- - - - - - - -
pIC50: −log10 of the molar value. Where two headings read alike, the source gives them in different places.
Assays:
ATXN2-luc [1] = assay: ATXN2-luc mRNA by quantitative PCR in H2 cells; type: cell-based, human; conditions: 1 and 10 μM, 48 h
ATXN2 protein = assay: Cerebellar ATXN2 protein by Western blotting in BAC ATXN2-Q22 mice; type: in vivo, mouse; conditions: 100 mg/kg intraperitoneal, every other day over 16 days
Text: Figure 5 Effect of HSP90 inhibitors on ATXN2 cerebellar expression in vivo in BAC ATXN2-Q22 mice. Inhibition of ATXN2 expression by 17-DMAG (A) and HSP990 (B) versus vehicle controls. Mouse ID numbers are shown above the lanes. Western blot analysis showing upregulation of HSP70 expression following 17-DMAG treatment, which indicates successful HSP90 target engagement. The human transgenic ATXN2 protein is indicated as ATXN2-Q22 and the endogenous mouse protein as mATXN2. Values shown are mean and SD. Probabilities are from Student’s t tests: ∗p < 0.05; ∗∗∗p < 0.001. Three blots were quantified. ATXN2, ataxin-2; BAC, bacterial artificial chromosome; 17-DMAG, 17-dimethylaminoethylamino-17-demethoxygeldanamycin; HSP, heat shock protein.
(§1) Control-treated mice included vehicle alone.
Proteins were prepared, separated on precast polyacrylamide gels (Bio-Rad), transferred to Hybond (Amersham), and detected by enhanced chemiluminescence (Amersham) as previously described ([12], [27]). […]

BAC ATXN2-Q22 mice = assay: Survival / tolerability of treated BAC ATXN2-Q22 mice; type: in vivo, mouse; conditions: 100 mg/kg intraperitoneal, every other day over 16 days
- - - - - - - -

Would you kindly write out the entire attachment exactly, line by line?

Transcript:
pIC50: −log10 of the molar value. Where two headings read alike, the source gives them in different places.
Assays:
ATXN2-luc [1] = assay: ATXN2-luc mRNA by quantitative PCR in H2 cells; type: cell-based, human; conditions: 1 and 10 μM, 48 h
ATXN2 protein = assay: Cerebellar ATXN2 protein by Western blotting in BAC ATXN2-Q22 mice; type: in vivo, mouse; conditions: 100 mg/kg intraperitoneal, every other day over 16 days
Text: Figure 5 Effect of HSP90 inhibitors on ATXN2 cerebellar expression in vivo in BAC ATXN2-Q22 mice. Inhibition of ATXN2 expression by 17-DMAG (A) and HSP990 (B) versus vehicle controls. Mouse ID numbers are shown above the lanes. Western blot analysis showing upregulation of HSP70 expression following 17-DMAG treatment, which indicates successful HSP90 target engagement. The human transgenic ATXN2 protein is indicated as ATXN2-Q22 and the endogenous mouse protein as mATXN2. Values shown are mean and SD. Probabilities are from Student’s t tests: ∗p < 0.05; ∗∗∗p < 0.001. Three blots were quantified. ATXN2, ataxin-2; BAC, bacterial artificial chromosome; 17-DMAG, 17-dimethylaminoethylamino-17-demethoxygeldanamycin; HSP, heat shock protein.
(§1) Control-treated mice included vehicle alone.
Proteins were prepared, separated on precast polyacrylamide gels (Bio-Rad), transferred to Hybond (Amersham), and detected by enhanced chemiluminescence (Amersham) as previously described ([12], [27]). […]

BAC ATXN2-Q22 mice = assay: Survival / tolerability of treated BAC ATXN2-Q22 mice; type: in vivo, mouse; conditions: 100 mg/kg intraperitoneal, every other day over 16 days